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A major development in Soviet higher education is the increase in "production practice,” in line with Soviet educational reforms initiated in 1958. This is a form of on-the-job training which is incorporated into the higher education curriculums, and in teacher, medical, and technical training.
The pattern of supervision of Soviet higher education is in conformity with the Soviet concept that education must be "linked with life.” It tends to develop higher schools that are responsive to short-range state economic and cultural plans, and to various shifts in the needs as defined by operating economic agencies of the State.
Soviet higher education has no equivalent to liberal arts education. Even the 39 Soviet universities, which enroll only about 10 to 15 percent of the total student body in higher schools, are concerned with the production of specialists. The current Soviet 7-year plan, for example, calls for almost doubling the number of engineering graduates during the 1959–65 period as compared with the preceding 7-year period.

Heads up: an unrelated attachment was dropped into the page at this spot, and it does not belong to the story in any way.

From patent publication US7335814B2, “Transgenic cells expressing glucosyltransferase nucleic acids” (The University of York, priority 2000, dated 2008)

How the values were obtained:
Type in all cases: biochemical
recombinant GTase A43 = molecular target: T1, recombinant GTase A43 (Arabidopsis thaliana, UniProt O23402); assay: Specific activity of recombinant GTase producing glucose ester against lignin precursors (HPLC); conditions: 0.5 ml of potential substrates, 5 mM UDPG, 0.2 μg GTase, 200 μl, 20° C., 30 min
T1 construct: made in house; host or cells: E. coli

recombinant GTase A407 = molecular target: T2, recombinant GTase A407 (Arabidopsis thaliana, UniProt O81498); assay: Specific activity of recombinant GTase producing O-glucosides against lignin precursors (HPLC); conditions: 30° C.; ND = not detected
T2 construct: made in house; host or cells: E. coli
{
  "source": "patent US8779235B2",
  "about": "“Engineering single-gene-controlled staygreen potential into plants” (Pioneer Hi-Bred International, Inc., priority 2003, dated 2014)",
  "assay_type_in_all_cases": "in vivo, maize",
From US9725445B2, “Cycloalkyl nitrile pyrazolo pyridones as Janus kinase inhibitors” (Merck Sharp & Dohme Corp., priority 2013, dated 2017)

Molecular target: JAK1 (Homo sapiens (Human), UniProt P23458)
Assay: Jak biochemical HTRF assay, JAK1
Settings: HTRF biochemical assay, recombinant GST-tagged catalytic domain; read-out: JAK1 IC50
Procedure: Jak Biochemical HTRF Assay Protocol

The "plant-higher technical school” is also a new development in Soviet higher education. These schools, first established in 1960, are located within and are a part of major Soviet industrial plants. Their courses, combining regular studies with factory and specialized training, extend from 6 months to a year beyond the regular higher schools.
Part-time education, including evening and correspondence study, is the principal type of higher education in the U.S.S.R. Over 40 percent of Soviet higher students are in special correspondence programs, which have been the major source of increased enrollments in Soviet higher education for the past decade.